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UMD, Vanderbilt Team Up for a New Wrinkle in MOOCs

September 9, 2013

Alana Carchedi 301-405-0235

COLLEGE PARK, Md. – The University of Maryland and Vanderbilt University will introduce a significant, new wrinkle in Massive Open Online Courses (MOOCs) next year – a two-part, two-semester collaboration offered through Coursera. It begins with Maryland faculty and concludes with Vanderbilt's.

The project demonstrates a collaboration that would be unmanageable outside of a MOOC platform, the organizers say.

"We're offering students a one-two punch by pairing these courses," says UMD computer scientist Ben Bederson, who serves as special advisor on technology and educational transformation. "Students will get to create and examine, from end-to-end, an app that integrates mobile devices with cloud computing platforms. It promises to be useful tool, for example, in collecting international data."

The MOOC sequence begins at Maryland in the coming academic year with "Programming Handheld Systems with Android," taught by computer science professor Adam Porter.The MOOC sequence begins at Maryland in the coming academic year with "Programming Handheld Systems with Android," taught by computer science professor Adam Porter. Then, the sequence continues with Vanderbilt computer science professor Douglas Schmidt and electrical and computer engineering professor Jules White, who will teach "Pattern-Oriented Software Architecture." This will focus on connecting mobile applications to the computing cloud.
"Creating such an opportunity for Vanderbilt and University of Maryland students alone would be incredibly complex in a traditional environment. With the MOOC platform, not only is it possible, it will now be available to learners globally," says Schmidt. "This trans-institutional and interdisciplinary MOOC sequence will provide an exemplar of how intentionally coordinated MOOCs can create learning communities that cut across traditional institutional and disciplinary boundaries."

Porter adds, “Although Doug Schmidt and I have collaborated on research for over 25 years, collaborating on education was just too complicated. MOOCs have changed that.”

Maryland and Vanderbilt each joined Coursera last September. They are deepening their involvement in the rapidly developing domain.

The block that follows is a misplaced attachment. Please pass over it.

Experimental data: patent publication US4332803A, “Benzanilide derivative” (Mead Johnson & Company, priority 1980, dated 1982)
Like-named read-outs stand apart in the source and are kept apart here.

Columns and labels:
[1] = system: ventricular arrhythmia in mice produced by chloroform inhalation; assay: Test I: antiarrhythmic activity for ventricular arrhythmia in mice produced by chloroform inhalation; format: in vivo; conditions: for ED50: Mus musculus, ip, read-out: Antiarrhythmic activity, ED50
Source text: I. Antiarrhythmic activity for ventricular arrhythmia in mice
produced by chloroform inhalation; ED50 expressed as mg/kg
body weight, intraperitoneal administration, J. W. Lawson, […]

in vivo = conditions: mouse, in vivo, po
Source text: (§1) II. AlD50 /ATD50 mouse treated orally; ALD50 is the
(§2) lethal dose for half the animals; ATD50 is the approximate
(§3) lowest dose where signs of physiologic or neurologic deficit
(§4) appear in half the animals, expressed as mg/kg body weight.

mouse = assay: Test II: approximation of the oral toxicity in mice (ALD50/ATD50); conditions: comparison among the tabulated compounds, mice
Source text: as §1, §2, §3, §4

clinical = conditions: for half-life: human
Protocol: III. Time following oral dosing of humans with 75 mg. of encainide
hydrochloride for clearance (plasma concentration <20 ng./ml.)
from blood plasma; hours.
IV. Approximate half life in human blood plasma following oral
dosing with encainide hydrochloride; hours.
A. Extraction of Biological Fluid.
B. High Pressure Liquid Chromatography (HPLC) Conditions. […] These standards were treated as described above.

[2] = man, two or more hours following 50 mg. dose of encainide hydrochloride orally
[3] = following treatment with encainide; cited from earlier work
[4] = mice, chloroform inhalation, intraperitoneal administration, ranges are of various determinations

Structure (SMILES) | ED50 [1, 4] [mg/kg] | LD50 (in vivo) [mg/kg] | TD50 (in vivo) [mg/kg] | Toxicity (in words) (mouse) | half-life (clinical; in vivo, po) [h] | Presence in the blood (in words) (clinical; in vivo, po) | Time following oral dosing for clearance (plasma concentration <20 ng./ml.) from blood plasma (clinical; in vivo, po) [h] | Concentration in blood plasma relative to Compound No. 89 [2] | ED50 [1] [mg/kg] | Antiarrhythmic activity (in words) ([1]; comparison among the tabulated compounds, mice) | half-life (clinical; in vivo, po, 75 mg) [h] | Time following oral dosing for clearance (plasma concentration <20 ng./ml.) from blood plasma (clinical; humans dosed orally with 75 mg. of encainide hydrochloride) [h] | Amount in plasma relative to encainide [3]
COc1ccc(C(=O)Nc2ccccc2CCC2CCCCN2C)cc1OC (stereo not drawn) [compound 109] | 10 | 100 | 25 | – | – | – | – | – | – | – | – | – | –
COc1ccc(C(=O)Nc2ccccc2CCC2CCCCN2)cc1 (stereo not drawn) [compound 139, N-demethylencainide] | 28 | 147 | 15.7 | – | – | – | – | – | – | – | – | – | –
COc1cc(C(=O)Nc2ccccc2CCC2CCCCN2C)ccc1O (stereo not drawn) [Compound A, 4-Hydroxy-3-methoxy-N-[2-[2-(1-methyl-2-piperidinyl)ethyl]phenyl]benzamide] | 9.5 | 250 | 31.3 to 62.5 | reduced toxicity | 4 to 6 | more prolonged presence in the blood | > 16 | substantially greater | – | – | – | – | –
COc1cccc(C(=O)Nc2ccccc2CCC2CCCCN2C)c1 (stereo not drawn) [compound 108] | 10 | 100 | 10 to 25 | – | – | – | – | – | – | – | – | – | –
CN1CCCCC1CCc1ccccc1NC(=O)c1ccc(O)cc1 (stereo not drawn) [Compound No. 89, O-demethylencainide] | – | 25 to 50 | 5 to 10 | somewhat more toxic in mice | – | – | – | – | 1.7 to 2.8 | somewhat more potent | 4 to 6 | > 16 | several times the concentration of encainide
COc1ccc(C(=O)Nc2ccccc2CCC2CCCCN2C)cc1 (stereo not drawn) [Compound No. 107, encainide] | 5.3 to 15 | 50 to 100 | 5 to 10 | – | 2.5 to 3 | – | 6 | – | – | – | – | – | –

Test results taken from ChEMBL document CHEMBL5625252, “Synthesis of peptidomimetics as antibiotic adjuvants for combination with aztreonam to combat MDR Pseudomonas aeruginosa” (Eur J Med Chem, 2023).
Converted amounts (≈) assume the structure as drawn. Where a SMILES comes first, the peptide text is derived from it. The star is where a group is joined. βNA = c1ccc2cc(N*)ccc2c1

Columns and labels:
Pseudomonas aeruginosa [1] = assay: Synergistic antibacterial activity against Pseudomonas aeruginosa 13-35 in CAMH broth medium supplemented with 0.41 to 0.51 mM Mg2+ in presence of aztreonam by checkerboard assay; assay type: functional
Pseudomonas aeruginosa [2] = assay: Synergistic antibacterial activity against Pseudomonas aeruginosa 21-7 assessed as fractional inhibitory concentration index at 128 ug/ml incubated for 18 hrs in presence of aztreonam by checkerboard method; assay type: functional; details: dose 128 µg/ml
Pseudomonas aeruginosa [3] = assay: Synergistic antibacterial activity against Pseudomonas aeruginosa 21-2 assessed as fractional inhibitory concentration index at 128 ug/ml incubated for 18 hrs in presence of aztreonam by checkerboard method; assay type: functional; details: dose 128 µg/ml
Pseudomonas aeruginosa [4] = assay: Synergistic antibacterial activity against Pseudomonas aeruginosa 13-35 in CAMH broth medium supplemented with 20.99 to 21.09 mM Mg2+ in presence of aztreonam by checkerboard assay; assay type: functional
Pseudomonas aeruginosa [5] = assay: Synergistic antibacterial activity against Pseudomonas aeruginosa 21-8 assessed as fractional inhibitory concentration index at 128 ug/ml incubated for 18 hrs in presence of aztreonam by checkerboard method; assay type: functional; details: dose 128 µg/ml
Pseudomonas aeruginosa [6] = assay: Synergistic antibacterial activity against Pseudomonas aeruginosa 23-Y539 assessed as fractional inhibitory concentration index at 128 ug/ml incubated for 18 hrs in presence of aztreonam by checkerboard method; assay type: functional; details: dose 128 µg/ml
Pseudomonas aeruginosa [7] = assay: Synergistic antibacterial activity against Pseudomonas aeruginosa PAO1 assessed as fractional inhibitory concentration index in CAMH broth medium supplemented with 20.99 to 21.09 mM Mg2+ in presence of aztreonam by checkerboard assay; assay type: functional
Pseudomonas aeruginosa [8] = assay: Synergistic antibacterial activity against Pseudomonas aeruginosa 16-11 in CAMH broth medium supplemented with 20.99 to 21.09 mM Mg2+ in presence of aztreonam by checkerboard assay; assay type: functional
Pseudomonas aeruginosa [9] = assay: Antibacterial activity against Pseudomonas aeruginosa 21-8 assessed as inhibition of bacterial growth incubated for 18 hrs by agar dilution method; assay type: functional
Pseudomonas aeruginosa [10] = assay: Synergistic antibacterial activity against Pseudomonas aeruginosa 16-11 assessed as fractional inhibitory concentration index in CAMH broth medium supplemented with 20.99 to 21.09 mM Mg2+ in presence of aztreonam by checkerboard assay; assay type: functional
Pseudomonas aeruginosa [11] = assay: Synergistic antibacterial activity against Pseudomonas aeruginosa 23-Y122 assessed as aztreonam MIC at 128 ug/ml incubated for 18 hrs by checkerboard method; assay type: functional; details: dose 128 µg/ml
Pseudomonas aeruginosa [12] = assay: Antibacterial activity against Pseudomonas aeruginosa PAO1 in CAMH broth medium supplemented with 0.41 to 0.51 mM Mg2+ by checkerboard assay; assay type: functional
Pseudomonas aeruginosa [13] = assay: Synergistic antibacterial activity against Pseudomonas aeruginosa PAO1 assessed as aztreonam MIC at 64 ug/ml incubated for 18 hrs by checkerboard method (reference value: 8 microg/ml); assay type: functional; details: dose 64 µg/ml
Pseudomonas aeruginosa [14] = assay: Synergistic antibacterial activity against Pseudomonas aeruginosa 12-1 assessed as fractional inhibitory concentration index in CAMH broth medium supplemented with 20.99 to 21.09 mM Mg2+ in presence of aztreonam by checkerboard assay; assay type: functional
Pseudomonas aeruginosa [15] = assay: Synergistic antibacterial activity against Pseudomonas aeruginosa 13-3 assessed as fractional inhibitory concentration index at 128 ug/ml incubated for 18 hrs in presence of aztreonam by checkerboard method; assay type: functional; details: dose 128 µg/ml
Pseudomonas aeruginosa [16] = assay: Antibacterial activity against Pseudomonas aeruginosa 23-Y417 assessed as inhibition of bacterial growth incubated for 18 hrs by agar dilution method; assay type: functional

"This kind of innovation and experimentation is absolutely vital for us to realize the full potential of MOOCs, online education and the blended classroom," University of Maryland President Wallace Loh explains. "By creating interdisciplinary teams and collaborations between institutions, we will create unique learning communities that could not easily be managed outside the MOOC world."

UMD MOOC Expansion
Maryland will nearly double its MOOCs next year – introducing four new ones on Coursera, and bringing back four of the five offered this past spring. In addition to Porter's MOOC on programming handheld devices, the new courses will be:

  • Understanding the Terrorist Threat, (Gary LaFree, UMD-based National Consortium for the Study of Terrorism and Responses to Terrorism);
  • Practicing Tolerance in a Religious Society, (Bernard Cooperman, Jewish studies); and
  • Making Better Group Decisions, (Eric Pacuit, philosophy).

The returning Maryland MOOCs include:

  • Developing Innovative Ideas for New Companies (James Green, Maryland Technology Enterprise Institute);

UMD MOOC Evaluation
University of Maryland educators have concluded that the first experiments with MOOCs this year are already having an impact on teaching on the campus.

"There are numerous conversations about pedagogy, and the use of technology to decrease the amount of time devoted to lectures in classes to make room for more discussion and active learning," says Ben Bederson, who is spearheading planning and evaluation of the new technological initiatives at Maryland. "Several instructors are repurposing their MOOC videos for their on-campus classes."

One of them is Maryland Technology Enterprise Institute professor James Green, who taught a popular entrepreneurship MOOC twice so far, reaching a total of 150,000 students.

"We are creating a repository of interchangeable content and resources that can be deployed for multiple audiences and multiple purposes," Green says. "Not everything is fully reusable, but the bulk of it is applicable to MOOCs, online for-credit courses, flipped classrooms on campus, and limited enrollment non-credit online courses. All the while we're accumulating the know-how for integrating this material in these various settings."

Green plans to use this experience to enhance for-credit online courses through a mini-lecture approach with online assessments; increase flipped classroom model for face-to-face courses; and create a recruitment opportunity to attract entrepreneurial students to UMD.

To view the University of Maryland's MOOC offerings, visit